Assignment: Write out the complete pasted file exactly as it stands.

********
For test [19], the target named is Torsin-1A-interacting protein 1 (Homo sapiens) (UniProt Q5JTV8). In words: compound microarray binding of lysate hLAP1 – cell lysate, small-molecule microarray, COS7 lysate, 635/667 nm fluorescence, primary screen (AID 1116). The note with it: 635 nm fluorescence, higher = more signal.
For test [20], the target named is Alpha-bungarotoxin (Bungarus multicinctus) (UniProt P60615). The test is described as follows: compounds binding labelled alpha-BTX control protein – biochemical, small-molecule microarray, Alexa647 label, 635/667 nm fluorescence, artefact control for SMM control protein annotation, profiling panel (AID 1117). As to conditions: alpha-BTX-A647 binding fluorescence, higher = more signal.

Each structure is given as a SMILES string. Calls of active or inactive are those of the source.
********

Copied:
For test [19], the target named is Torsin-1A-interacting protein 1 (Homo sapiens) (UniProt Q5JTV8). In words: compound microarray binding of lysate hLAP1 – cell lysate, small-molecule microarray, COS7 lysate, 635/667 nm fluorescence, primary screen (AID 1116). The note with it: 635 nm fluorescence, higher = more signal.
For test [20], the target named is Alpha-bungarotoxin (Bungarus multicinctus) (UniProt P60615). The test is described as follows: compounds binding labelled alpha-BTX control protein – biochemical, small-molecule microarray, Alexa647 label, 635/667 nm fluorescence, artefact control for SMM control protein annotation, profiling panel (AID 1117). As to conditions: alpha-BTX-A647 binding fluorescence, higher = more signal.

Each structure is given as a SMILES string. Calls of active or inactive are those of the source.